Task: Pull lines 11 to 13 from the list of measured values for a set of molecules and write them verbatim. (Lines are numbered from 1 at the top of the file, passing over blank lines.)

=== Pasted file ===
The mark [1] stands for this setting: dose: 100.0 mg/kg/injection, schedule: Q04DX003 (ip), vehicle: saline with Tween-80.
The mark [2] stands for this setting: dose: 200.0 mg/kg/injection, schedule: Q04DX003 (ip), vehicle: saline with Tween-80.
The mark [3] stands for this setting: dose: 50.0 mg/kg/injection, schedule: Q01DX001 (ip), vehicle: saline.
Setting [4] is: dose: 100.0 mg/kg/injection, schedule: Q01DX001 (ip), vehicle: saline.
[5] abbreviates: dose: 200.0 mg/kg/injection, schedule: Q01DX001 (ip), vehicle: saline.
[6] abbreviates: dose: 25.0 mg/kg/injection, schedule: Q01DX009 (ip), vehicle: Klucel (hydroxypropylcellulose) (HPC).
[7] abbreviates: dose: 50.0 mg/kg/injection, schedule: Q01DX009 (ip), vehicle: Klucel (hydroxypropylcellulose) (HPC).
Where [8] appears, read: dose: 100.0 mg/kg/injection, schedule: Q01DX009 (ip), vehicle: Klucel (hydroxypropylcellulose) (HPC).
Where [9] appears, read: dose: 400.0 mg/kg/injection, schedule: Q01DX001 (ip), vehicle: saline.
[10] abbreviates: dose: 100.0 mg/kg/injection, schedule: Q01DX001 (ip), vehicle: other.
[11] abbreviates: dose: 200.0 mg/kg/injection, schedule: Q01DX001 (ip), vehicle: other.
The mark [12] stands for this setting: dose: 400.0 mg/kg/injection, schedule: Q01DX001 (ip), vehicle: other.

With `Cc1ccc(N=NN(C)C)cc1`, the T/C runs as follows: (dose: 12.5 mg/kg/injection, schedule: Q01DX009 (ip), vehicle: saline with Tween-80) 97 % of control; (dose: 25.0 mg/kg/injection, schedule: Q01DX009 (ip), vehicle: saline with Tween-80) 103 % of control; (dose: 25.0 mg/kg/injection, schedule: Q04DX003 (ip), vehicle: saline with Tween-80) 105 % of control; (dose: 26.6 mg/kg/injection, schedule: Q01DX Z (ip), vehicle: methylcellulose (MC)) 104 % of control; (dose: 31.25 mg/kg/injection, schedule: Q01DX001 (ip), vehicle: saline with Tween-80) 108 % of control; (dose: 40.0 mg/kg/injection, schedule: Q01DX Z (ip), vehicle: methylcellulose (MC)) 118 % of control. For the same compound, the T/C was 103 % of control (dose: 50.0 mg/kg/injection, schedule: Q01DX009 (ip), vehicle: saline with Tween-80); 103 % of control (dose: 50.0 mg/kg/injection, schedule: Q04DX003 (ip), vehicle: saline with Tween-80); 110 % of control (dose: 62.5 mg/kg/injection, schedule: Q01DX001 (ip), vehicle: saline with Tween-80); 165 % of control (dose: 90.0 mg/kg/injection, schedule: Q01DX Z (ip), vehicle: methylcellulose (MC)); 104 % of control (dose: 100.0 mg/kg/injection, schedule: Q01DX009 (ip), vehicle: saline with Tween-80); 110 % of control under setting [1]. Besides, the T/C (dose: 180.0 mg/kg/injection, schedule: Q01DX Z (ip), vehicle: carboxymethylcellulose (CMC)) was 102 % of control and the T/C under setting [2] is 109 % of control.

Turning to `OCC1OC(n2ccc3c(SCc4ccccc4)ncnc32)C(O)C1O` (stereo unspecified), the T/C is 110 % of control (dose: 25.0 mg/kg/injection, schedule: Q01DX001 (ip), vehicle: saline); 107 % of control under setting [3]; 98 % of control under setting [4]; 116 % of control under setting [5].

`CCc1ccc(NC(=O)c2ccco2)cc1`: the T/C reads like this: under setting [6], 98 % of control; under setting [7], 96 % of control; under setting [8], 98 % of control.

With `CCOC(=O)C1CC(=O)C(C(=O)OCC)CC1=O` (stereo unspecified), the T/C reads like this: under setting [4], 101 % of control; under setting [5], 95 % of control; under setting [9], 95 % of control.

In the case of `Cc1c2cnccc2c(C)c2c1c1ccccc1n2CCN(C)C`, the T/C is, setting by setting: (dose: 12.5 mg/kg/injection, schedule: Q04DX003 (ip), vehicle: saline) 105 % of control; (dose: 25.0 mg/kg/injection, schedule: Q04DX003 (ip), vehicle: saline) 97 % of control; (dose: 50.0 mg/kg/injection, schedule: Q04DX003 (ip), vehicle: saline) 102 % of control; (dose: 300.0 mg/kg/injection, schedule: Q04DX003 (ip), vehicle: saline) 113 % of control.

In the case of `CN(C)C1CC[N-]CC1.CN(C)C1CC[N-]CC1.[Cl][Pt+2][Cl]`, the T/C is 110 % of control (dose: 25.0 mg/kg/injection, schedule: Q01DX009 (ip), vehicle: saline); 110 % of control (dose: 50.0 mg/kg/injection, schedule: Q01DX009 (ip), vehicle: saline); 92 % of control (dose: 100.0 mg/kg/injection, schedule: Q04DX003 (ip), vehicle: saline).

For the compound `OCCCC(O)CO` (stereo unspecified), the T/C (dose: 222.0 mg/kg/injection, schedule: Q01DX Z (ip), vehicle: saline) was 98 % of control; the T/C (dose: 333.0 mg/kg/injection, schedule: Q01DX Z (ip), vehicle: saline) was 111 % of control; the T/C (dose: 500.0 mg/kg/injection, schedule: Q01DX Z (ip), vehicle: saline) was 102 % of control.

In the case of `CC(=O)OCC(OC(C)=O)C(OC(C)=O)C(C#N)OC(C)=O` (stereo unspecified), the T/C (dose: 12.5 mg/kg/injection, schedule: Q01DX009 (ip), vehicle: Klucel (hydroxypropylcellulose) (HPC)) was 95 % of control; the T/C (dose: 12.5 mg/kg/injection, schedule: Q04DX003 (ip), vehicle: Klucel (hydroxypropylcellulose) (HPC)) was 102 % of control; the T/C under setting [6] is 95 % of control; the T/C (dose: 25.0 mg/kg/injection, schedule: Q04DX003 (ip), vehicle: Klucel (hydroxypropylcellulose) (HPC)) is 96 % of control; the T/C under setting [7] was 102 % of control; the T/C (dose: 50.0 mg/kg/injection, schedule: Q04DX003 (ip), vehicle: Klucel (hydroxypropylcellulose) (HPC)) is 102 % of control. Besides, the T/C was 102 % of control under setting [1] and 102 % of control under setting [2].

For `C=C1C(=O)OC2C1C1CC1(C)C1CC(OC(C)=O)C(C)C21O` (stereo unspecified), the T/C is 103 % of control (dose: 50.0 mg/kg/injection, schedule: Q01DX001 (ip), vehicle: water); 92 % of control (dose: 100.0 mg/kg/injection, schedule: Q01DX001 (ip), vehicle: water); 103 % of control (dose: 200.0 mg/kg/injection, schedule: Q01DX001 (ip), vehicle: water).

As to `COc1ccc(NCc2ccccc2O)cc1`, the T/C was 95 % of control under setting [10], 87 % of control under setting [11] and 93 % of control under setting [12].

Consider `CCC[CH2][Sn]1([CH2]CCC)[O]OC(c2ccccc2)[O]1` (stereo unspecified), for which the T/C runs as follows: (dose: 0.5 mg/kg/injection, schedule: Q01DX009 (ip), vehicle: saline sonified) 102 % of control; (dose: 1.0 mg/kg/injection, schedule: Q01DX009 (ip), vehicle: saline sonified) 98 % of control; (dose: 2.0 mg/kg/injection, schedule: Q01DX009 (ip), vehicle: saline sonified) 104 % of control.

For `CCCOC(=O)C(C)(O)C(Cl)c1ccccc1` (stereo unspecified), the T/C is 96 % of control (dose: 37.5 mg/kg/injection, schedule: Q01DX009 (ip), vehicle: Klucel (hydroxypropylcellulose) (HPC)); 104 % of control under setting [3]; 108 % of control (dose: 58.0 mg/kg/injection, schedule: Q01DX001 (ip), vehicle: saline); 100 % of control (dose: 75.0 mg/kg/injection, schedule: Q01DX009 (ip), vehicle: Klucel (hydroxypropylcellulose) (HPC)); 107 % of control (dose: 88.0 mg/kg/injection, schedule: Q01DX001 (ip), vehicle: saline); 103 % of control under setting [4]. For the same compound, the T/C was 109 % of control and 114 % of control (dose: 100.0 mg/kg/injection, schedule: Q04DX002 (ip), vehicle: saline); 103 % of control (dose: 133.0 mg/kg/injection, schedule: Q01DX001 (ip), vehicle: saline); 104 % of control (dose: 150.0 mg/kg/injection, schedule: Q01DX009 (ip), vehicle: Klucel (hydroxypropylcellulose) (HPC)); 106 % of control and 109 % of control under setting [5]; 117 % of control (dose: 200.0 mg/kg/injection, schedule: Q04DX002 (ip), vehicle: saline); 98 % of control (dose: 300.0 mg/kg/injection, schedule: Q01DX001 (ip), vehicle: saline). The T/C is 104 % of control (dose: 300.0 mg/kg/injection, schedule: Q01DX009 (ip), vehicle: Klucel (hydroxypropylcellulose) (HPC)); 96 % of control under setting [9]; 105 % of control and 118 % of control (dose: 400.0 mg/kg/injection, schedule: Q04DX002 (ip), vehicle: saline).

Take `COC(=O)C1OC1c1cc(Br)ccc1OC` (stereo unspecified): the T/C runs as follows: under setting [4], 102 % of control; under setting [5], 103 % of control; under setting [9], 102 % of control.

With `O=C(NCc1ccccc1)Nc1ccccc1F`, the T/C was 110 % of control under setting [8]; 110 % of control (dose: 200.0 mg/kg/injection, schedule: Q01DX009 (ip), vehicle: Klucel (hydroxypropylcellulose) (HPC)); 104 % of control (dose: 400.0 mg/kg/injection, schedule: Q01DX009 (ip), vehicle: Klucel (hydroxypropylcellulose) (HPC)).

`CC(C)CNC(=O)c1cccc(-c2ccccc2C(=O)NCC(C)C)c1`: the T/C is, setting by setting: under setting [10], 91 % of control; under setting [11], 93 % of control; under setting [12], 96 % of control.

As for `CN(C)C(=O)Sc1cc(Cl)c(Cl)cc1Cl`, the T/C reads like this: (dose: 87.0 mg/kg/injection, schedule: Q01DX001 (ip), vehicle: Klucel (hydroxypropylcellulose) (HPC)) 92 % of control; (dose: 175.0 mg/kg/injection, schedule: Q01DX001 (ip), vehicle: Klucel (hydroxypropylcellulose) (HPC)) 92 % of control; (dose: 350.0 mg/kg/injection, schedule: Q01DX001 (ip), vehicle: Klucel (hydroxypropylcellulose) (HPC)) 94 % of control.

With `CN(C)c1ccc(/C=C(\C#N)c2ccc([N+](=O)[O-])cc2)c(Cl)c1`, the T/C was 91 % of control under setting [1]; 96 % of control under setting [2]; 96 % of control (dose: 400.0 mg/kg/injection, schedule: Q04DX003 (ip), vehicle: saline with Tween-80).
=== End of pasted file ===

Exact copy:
[11] abbreviates: dose: 200.0 mg/kg/injection, schedule: Q01DX001 (ip), vehicle: other.
The mark [12] stands for this setting: dose: 400.0 mg/kg/injection, schedule: Q01DX001 (ip), vehicle: other.

With `Cc1ccc(N=NN(C)C)cc1`, the T/C runs as follows: (dose: 12.5 mg/kg/injection, schedule: Q01DX009 (ip), vehicle: saline with Tween-80) 97 % of control; (dose: 25.0 mg/kg/injection, schedule: Q01DX009 (ip), vehicle: saline with Tween-80) 103 % of control; (dose: 25.0 mg/kg/injection, schedule: Q04DX003 (ip), vehicle: saline with Tween-80) 105 % of control; (dose: 26.6 mg/kg/injection, schedule: Q01DX Z (ip), vehicle: methylcellulose (MC)) 104 % of control; (dose: 31.25 mg/kg/injection, schedule: Q01DX001 (ip), vehicle: saline with Tween-80) 108 % of control; (dose: 40.0 mg/kg/injection, schedule: Q01DX Z (ip), vehicle: methylcellulose (MC)) 118 % of control. For the same compound, the T/C was 103 % of control (dose: 50.0 mg/kg/injection, schedule: Q01DX009 (ip), vehicle: saline with Tween-80); 103 % of control (dose: 50.0 mg/kg/injection, schedule: Q04DX003 (ip), vehicle: saline with Tween-80); 110 % of control (dose: 62.5 mg/kg/injection, schedule: Q01DX001 (ip), vehicle: saline with Tween-80); 165 % of control (dose: 90.0 mg/kg/injection, schedule: Q01DX Z (ip), vehicle: methylcellulose (MC)); 104 % of control (dose: 100.0 mg/kg/injection, schedule: Q01DX009 (ip), vehicle: saline with Tween-80); 110 % of control under setting [1]. Besides, the T/C (dose: 180.0 mg/kg/injection, schedule: Q01DX Z (ip), vehicle: carboxymethylcellulose (CMC)) was 102 % of control and the T/C under setting [2] is 109 % of control.